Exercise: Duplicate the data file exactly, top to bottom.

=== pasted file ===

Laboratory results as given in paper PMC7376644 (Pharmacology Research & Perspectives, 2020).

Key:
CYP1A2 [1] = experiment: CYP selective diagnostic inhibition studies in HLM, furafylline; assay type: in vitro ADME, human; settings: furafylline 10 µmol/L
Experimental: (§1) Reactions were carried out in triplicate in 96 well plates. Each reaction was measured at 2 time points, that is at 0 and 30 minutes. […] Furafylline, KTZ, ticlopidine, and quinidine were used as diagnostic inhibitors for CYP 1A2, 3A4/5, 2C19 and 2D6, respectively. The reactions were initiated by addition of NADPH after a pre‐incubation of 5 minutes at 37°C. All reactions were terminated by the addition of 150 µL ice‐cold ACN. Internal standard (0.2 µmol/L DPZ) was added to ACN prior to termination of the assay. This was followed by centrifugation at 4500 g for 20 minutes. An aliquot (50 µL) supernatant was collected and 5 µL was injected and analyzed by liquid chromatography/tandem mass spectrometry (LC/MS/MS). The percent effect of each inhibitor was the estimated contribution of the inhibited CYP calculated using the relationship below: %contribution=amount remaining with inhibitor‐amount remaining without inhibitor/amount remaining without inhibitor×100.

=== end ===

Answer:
Laboratory results as given in paper PMC7376644 (Pharmacology Research & Perspectives, 2020).

Key:
CYP1A2 [1] = experiment: CYP selective diagnostic inhibition studies in HLM, furafylline; assay type: in vitro ADME, human; settings: furafylline 10 µmol/L
Experimental: (§1) Reactions were carried out in triplicate in 96 well plates. Each reaction was measured at 2 time points, that is at 0 and 30 minutes. […] Furafylline, KTZ, ticlopidine, and quinidine were used as diagnostic inhibitors for CYP 1A2, 3A4/5, 2C19 and 2D6, respectively. The reactions were initiated by addition of NADPH after a pre‐incubation of 5 minutes at 37°C. All reactions were terminated by the addition of 150 µL ice‐cold ACN. Internal standard (0.2 µmol/L DPZ) was added to ACN prior to termination of the assay. This was followed by centrifugation at 4500 g for 20 minutes. An aliquot (50 µL) supernatant was collected and 5 µL was injected and analyzed by liquid chromatography/tandem mass spectrometry (LC/MS/MS). The percent effect of each inhibitor was the estimated contribution of the inhibited CYP calculated using the relationship below: %contribution=amount remaining with inhibitor‐amount remaining without inhibitor/amount remaining without inhibitor×100.